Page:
- Lead Organisation
Jemena Electricity Networks (Vic)Location
4 January 2019
23 December 2021
- Project PartnersAusNet Services, University of NSW, State Grid International Development Co.This DER project was completed on 23 December 2021.
The Demonstration of Three Dynamic Grid-Side Technologies project aims to roll out three novel technologies and intelligent control systems to understand and demonstrate their ability to increase the uptake of distributed energy resources (DER) at the neighbourhood level, safely and cost-effectively.
These technologies improve the ability of network operators to monitor the low-voltage network, while the intelligent systems proactively manage grid power and voltage to increase DER penetration.
This project successfully assessed the viability of three technologies to increase the DER hosting capacity of two sites within Jemena and AusNet Services’ low-voltage distribution networks in Victoria.
The project confirmed that:
- dynamic and active management of electricity distribution networks can unlock additional capacity to host DERs.
- PSDs could enable 59% more DER hosting capacity at the AusNet Services network site, further increased to 88% with the adoption of PCD technology. By contrast, the future DER hosting capacity could only be increased by 29% without any introduced grid-side technologies.
- PSDs could enable 8% more DER hosting capacity at the Jemena network site, with the potential for a 36% increase with combined PCD and BESS controls. DER hosting capacity could be further increased from to 64% if the terminal voltage of the distribution transformer was optimised.
This project consists of:
- Name: Dr. Peter Wong, Jemena Network Technology & Measurement Manager
- Email: firstname.lastname@example.org
How the project works
The Demonstration of Three Dynamic Grid-Side Technologies project will demonstrate three technologies:
- Dynamic phase switching of customer loads on low voltage feeders to help mitigate the localised over-voltage challenge
- Dynamic power compensation to adjust the output voltage and mitigate the load unbalance challenge at the source distribution transformer, and
- Battery energy storage with Virtual Synchronous Generator (VSG) capability to mitigate power quality and network stability challenges caused by high DER penetration.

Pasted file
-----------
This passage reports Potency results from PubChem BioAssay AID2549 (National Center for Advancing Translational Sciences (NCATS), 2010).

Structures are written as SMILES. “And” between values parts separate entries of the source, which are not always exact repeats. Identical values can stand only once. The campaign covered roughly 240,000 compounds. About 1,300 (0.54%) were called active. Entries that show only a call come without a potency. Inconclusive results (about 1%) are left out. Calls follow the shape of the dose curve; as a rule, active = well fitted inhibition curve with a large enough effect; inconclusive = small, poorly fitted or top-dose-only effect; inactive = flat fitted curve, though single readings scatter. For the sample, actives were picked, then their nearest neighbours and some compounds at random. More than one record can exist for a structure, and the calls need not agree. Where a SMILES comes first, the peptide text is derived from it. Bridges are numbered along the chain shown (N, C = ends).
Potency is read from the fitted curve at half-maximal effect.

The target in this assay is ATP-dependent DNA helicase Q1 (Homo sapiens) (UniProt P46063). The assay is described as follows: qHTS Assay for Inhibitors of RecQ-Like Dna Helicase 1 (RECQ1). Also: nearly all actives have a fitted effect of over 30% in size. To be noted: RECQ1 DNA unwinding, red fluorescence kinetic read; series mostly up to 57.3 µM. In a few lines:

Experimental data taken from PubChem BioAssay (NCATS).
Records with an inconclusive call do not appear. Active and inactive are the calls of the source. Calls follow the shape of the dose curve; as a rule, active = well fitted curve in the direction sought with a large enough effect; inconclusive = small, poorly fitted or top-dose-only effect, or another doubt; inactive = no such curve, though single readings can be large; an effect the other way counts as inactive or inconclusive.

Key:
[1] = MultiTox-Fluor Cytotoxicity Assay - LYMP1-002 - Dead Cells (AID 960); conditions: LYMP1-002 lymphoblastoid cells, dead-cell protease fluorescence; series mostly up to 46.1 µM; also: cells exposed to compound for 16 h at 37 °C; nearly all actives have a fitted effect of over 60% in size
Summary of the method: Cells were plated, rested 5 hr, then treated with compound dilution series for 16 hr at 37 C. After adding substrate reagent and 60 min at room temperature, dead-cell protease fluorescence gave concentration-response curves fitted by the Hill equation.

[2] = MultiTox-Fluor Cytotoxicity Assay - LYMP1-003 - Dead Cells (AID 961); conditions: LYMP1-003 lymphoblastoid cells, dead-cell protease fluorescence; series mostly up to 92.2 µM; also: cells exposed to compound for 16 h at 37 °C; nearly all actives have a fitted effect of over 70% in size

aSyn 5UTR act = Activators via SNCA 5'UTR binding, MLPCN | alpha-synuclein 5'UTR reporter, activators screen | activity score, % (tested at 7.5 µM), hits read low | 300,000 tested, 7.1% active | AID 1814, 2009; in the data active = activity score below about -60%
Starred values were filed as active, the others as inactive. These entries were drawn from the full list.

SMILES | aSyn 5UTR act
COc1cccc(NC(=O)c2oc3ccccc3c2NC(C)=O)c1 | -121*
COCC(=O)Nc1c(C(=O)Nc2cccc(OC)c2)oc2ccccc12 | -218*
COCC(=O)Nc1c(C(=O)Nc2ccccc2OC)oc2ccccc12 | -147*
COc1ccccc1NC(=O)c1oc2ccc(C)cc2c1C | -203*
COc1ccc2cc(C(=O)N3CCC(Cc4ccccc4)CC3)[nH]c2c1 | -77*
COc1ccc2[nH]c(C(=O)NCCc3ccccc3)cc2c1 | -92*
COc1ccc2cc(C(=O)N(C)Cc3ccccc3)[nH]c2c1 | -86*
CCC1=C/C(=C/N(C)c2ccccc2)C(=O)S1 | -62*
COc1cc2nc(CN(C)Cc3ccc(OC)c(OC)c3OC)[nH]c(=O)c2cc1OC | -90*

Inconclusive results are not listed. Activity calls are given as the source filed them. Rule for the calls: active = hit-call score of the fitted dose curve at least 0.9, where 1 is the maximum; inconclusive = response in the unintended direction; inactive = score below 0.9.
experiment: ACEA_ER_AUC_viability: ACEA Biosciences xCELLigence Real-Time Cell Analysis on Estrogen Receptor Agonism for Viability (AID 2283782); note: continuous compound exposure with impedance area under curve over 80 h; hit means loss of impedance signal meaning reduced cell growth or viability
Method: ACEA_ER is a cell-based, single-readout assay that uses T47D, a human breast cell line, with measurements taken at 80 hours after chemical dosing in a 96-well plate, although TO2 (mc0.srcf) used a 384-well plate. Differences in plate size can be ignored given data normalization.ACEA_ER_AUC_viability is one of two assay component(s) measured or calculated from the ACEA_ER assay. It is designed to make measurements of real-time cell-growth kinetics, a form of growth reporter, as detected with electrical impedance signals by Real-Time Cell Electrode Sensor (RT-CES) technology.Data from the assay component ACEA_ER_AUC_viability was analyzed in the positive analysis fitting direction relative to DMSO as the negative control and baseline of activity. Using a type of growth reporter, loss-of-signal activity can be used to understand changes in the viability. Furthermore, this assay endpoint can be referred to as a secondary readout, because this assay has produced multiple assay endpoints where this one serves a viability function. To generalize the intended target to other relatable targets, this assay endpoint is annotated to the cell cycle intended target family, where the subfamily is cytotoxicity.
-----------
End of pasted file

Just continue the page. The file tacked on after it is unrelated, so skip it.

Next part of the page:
Two demonstration sites have been selected with high rooftop solar PV penetration – one in each of Jemena and AusNet Services’ electricity distribution networks.
Area of innovation
Traditional low-voltage distribution networks are not designed for the two-way flow of electricity created by DER, resulting in reliability, power quality and safety challenges. With existing technologies, once a certain level of DER penetration is reached, new connections must be restricted.
This project will demonstrate how power electronics technologies, Internet-of-Things (IoT) communication and autonomous software programs can dynamically alter network characteristics to allow more DER to export energy into the network. This will relieve local network constraints that hinder the provision of new DER services.
The project aims to increase the DER hosting capacity of electricity networks safely and cost effectively by:
- Installing the technologies in two demonstration sites (that each have different network characteristics and challenges)
- Performing an assessment of the technical performance of these technologies and improving network power quality for the demonstration sites, and
- Using the results of the technical performance to estimate the potential costs and benefits of deploying these technologies more broadly throughout distribution networks.
Plotting next steps in distributed energy transformation
As Australians embrace rooftop solar at world-leading rates, work is underway to create a modern, fairer electricity system for the future.
$9.6 million to support distributed energy revolution
To support the transition to an electricity network that is increasingly powered by small-scale energy assets, ARENA has announced $9.6 million funding for 12 new projects and studies.
What are distributed energy resources and how do they work?
According to the twentieth century model of energy distribution, large power plants fuelled by coal, hydro or gas, generated electricity that was distributed via a centralised grid.